With appropriate care, oral and dental disease and associated pain can be prevented or minimized. Because so many dogs are affected by dental and periodontal disease, dental care must be incorporated into each dog’s preventive healthcare plan and discussed at every visit (Canine Life Stage Checklists). The oral examination performed on an awake patient allows the practitioner to design a preliminary treatment plan. However, only when the patient has been anesthetized can a complete and thorough oral examination be performed and an accurate periodontal disease diagnosis and assessment can be made.87,88 The full extent of oral pathology necessitates periodontal probing and intraoral radiography under anesthesia.88 When communicating with the client, the use of images (i.e., dental radiography, before- and after-dental cleaning, photographs of common pathology, and exam-room photographs using intraoral camera options if available), and an oral examination with a dental scoring or assessment may help motivate pet owners to take action before irreversible damage is done to periodontal tissues or repair becomes extensive.87,89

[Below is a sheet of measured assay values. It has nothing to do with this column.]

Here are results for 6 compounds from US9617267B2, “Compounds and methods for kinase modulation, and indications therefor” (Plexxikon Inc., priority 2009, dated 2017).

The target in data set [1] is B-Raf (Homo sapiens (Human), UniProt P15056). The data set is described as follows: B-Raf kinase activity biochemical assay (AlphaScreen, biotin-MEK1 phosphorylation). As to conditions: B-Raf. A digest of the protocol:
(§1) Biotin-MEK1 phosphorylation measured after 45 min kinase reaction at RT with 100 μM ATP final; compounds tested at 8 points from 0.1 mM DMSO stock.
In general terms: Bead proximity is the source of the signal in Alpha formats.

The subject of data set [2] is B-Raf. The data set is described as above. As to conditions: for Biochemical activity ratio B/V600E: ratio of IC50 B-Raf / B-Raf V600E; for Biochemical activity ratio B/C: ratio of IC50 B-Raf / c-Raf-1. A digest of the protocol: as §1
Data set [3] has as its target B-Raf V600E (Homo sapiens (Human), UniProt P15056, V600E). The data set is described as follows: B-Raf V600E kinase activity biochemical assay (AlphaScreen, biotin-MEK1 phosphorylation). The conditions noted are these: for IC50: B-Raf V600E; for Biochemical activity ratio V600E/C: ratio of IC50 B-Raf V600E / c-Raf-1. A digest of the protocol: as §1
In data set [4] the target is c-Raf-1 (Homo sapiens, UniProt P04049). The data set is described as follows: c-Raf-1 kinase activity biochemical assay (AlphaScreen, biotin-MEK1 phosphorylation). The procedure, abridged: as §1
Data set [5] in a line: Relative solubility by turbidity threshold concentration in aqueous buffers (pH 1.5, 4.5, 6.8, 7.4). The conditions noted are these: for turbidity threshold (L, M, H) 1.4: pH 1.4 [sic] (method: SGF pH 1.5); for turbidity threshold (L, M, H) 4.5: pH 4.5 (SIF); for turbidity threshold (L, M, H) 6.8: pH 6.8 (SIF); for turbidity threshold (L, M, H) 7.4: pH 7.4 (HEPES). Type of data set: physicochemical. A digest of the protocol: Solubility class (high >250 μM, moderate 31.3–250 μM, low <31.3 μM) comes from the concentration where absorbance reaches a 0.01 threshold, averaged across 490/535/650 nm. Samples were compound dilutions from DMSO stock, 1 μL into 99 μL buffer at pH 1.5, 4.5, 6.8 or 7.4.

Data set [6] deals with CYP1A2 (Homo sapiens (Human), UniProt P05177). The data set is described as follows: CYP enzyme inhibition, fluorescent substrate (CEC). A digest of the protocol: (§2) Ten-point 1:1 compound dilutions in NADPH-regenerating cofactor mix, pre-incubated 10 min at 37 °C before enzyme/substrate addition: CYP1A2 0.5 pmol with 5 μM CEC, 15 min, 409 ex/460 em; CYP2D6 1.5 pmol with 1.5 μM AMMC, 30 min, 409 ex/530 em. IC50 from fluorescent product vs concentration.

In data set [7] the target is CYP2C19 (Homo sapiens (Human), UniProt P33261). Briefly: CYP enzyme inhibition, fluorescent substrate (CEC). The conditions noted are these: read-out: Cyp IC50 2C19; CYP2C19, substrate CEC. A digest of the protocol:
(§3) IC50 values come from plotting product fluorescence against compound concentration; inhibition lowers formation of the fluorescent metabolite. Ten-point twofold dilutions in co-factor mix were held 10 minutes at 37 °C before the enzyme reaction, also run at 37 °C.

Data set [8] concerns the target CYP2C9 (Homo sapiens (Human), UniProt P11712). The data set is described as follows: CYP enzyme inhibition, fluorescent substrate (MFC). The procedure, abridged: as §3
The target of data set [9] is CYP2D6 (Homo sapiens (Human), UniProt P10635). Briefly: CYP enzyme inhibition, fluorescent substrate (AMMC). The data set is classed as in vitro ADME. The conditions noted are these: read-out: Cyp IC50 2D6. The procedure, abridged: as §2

Each canine breed and life stage presents its own dental needs and concerns. Certain breeds and sizes of dogs have higher incidence of dental conditions than others.90–93 For breeds predisposed to certain oral conditions (e.g., small breeds, brachycephalics, and dogs with malocclusions), evaluate the need for early intervention and increased frequency of recommended dental procedures.
Pet owner education is paramount to ensure proper dental care throughout the dog’s life. Discuss and demonstrate dental home care options at routine preventive healthcare visits, providing visual, verbal and written information of the benefits and simplicity of effective home care. The Veterinary Oral Health Council registered seal identifies products that help retard plaque and tartar.94 Discuss avoidance of hard toys, bones, and chews that could damage teeth, and provide recommendations for safe products. A few minutes of chewing are needed for any dental product efficacy and if dogs ingest large pieces, a new dental product is needed.
Comprehensive veterinary dental care is more fully described in recently updated AAHA Dental Care Guidelines for Dogs and Cats.88